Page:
A fine beautiful antique French Louis Revival giltwood dressing screen, circa 1870 in date.
The screen features three beautifully carved beaded egg and dart rectangular frames each with gold and floral striped upholstered panels. The shaped tops feature glass panels on the ends, the centre section with a stunning oval pastel portrait painting of a young period lady wearing a blue dress, the frame surmounted by a giltwood ribbon.
Add a superb classical element to any room with this lovely screen.
In excellent condition, please see photos for confirmation.
Dimensions in cm:
Height 157 x Width 151 x Depth 3
Dimensions in inches:
Height 61.8 x Width 59.4 x Depth 1.2
There is no doubt that giltwood furniture is an expression of grandeur and luxury. The golden hue of these pieces comes from the application of real gold leaf—a highly valued material both then and now. When it comes to buying antique giltwood furniture for your collection, there are many different considerations to keep in mind, many of which come down to personal preference.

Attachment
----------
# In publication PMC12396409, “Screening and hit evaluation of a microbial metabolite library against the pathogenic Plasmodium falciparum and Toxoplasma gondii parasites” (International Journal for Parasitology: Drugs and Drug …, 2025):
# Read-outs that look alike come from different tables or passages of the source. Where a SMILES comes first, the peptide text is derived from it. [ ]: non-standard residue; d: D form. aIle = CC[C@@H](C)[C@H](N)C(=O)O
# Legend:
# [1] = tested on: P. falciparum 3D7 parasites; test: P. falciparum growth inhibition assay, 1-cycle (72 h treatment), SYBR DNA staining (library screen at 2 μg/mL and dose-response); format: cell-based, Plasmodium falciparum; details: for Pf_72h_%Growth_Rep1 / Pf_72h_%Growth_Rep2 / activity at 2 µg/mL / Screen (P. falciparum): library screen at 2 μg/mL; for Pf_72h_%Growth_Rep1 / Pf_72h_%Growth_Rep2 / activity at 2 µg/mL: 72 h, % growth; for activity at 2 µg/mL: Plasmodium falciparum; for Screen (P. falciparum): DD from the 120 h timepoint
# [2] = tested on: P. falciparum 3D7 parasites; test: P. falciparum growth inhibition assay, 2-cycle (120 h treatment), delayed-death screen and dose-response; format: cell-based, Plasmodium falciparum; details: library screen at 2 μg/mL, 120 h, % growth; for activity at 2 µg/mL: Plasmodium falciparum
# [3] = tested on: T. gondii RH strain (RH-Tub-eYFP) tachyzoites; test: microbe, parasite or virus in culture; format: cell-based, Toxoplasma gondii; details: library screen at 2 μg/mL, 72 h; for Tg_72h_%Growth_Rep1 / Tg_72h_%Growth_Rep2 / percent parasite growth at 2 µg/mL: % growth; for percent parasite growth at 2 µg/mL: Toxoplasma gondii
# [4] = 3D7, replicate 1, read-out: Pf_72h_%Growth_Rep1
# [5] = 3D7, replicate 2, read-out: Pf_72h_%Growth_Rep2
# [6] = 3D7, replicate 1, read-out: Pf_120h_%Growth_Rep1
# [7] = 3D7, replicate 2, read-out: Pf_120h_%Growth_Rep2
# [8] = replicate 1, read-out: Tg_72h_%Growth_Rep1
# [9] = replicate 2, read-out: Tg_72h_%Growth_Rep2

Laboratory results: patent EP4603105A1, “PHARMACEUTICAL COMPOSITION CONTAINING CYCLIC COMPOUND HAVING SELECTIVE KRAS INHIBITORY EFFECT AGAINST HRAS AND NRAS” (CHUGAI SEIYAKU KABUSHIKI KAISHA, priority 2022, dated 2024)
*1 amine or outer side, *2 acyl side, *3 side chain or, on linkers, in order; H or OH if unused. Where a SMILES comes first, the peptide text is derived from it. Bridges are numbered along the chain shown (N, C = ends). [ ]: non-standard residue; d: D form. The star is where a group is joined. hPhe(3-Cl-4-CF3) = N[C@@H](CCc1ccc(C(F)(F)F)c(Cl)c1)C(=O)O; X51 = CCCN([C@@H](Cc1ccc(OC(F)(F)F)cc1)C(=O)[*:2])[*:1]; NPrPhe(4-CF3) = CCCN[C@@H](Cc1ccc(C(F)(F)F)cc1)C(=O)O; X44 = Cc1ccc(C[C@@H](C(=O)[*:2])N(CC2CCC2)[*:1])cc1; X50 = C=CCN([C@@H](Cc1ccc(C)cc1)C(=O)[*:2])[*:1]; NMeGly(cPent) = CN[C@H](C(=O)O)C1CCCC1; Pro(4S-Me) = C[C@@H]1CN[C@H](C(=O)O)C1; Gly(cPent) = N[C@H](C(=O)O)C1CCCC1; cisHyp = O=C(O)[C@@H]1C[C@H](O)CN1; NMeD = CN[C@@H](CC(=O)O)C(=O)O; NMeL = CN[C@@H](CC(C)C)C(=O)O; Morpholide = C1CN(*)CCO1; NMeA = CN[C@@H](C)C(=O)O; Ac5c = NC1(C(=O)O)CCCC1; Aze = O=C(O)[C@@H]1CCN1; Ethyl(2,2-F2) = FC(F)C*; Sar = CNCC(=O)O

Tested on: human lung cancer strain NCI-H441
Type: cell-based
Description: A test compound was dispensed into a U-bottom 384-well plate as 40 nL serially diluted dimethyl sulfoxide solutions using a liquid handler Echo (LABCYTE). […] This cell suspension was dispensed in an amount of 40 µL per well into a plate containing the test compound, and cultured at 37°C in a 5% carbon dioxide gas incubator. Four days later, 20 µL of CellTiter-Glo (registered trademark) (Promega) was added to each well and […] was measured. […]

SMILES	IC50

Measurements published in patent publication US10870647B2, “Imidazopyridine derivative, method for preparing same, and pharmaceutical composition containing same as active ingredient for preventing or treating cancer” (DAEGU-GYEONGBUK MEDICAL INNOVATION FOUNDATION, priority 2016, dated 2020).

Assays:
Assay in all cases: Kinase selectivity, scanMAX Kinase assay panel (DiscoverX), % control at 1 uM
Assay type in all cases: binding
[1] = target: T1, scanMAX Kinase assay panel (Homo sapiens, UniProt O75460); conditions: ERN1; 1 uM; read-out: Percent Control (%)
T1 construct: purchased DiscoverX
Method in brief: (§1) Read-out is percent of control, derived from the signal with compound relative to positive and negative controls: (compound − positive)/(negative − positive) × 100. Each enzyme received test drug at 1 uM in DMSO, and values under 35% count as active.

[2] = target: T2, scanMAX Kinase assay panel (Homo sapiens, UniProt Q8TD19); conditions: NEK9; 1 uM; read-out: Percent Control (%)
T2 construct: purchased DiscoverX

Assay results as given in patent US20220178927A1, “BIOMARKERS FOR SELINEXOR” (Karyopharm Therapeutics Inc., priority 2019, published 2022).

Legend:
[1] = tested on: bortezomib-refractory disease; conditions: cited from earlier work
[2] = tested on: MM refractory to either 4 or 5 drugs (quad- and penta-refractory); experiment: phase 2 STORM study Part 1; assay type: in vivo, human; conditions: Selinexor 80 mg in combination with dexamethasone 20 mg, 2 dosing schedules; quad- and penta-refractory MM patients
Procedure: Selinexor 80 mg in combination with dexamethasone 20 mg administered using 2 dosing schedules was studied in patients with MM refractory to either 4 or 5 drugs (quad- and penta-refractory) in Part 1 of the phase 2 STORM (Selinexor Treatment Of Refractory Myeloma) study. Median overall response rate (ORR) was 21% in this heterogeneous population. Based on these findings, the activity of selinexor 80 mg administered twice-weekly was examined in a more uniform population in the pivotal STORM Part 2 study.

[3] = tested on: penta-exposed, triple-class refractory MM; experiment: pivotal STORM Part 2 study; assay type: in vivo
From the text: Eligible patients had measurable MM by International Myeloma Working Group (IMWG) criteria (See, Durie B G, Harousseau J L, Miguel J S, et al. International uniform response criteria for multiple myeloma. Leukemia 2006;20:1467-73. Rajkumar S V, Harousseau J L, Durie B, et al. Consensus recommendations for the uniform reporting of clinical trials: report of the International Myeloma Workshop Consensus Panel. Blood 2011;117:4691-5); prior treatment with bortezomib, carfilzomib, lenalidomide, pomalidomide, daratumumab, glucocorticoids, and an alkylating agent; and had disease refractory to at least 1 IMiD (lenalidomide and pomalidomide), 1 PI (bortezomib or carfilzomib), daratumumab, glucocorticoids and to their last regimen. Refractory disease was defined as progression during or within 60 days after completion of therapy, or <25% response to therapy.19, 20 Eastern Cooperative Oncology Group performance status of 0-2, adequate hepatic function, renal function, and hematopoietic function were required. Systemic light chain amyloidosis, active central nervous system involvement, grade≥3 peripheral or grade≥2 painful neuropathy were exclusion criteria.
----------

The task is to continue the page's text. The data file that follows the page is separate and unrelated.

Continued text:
Origins of Giltwood
The gilt gesso technique appeared in England at the end of the seventeenth century with the work of Jean Pelletier, a Huguenot craftsman who received royal patronage at Hampton Court and Kensington Palace. James Moore, a royal cabinetmaker working in the early eighteenth century, expanded on this technique with increased drama and exaggeration to the carving. Throughout the Georgian era in the eighteenth century, gilded furniture was highly prized as some of the finest furniture available as it emulated the ever popular taste for French style and décor.
Gesso is a type of plaster that is prepared of finely ground chalk, applied onto the wooden surface in a series of layers—at least fifteen layers were needed to achieve the desired thickness. Once dried, the craftsmen could cut into the new surface to create different designs. When the designs were complete, the gilding could be applied. To gild the surface, a red clay ground, known as bole, would be spread onto the surface to prepare for the laying of the gold leaf.
Our reference: 08820